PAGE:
Monday, December 29, 2008

Chris Hedges Misses the Point Entirely

I read Hedges's book American Fascists and found it a really useful and informative guide to the American religious right, and I still highly recommend it. In fact this book is exactly why I'm so puzzled and disappointed at Hedges's vitriol against Harris and Hitchens, first and foremost because he misses the point entirely. For one thing, he characterizes the new atheist thought leaders as "culturally and linguistically illiterate". Can he possibly be talking about the same Christopher Hitchens that the rest of us know? Has he seen the quality of the prose that Sam Harris puts out?

Hedges keeps returning to the old saw that "organized atheism is fundamentalist atheism", as if such a thing hadn't been repeatedly shown to be an oxymoron. His quarrel seems to be not with the conclusions so much as the approach of the new atheism, and if his inability to distinguish evidence-based argument from ad hominem attacks is any indication, his objections stem from distaste at the methods. In fact I'm not sure what Hedges is arguing for.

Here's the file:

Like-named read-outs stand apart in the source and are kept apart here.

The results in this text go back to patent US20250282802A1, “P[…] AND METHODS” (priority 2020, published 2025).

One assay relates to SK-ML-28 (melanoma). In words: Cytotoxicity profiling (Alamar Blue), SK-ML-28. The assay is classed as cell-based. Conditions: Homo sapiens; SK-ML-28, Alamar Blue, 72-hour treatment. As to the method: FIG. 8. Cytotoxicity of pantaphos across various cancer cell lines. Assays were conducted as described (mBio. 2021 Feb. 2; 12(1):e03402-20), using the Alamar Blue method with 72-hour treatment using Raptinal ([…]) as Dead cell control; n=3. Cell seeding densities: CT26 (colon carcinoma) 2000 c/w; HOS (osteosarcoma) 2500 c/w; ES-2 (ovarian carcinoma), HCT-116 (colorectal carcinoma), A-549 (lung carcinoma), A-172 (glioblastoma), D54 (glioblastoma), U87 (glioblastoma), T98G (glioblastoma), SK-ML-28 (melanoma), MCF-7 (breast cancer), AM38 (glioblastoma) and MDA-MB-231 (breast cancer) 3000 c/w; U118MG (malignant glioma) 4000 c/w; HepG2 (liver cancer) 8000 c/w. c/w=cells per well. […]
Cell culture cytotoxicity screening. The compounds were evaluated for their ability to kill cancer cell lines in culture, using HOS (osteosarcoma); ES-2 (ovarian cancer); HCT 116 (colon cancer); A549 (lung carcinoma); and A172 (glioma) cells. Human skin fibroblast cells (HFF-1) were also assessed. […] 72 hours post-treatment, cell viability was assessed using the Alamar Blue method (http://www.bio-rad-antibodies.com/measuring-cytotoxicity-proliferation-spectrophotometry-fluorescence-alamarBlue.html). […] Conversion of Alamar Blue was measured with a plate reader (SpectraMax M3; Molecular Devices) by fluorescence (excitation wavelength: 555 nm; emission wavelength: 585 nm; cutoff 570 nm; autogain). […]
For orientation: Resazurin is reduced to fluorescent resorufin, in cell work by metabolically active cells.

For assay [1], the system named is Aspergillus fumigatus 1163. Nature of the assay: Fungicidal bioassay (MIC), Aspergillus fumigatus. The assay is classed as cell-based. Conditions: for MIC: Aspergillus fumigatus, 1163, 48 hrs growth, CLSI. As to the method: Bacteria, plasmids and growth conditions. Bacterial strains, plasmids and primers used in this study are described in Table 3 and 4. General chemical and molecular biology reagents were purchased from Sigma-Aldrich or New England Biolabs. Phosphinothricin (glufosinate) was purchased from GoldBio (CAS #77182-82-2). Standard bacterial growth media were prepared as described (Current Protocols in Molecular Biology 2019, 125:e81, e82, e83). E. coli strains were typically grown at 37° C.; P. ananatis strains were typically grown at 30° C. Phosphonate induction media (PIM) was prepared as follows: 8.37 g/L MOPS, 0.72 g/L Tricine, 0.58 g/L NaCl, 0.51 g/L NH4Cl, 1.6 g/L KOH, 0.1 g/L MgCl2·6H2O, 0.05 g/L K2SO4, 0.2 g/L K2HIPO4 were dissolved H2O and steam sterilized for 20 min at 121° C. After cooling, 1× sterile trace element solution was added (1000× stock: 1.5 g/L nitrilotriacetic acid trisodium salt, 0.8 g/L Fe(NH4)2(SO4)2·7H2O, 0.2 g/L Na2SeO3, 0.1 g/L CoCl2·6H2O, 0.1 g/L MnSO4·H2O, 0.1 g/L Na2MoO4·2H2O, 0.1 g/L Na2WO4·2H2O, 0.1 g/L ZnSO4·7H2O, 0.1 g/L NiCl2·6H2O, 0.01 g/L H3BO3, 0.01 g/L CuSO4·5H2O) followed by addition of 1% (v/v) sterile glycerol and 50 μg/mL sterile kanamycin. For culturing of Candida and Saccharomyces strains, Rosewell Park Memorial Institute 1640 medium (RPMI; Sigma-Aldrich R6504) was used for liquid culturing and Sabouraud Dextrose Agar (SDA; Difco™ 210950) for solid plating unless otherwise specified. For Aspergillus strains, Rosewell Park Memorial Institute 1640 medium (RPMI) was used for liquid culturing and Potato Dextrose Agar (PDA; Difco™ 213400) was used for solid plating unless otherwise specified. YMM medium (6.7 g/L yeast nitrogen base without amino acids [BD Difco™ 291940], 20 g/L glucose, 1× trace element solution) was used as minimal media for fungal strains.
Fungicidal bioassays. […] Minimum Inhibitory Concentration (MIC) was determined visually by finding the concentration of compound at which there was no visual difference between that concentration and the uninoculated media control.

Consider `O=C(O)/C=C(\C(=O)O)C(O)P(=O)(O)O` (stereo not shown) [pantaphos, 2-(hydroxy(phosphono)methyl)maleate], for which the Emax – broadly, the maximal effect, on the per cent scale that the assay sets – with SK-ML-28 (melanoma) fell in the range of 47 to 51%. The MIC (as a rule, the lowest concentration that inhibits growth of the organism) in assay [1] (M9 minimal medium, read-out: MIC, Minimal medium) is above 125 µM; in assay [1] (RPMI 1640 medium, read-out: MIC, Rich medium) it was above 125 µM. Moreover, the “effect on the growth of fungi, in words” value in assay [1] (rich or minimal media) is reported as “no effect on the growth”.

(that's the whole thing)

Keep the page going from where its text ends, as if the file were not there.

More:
What's most confusing is that, if Hedges wants to prevent the corrosion of secularism in public life (as was manifestly obvious in American Fascists), he's not doing a good job of it by entering public debates with nonbelievers, and writing books telling us we're wrong to speak our minds. Possibly Hedges disagrees with the new atheist approach. Fine; but I can't imagine that his distaste therein would overwhelm his practical aims, which he shares with the Four Horsemen. He is certainly right in asserting that if we woke up tomorrow morning, and religion was gone from the world, paradise wouldn't automatically follow; the exploiters and users of the world would still have other tricks to subjugate other humans. True enough. But to conclude it is therefore misguided to speak truth to faith is like saying that you shouldn't take sharp objects away from imprisoned felons, because they'll still try to make some other weapon out of the materials in the jailhouse.

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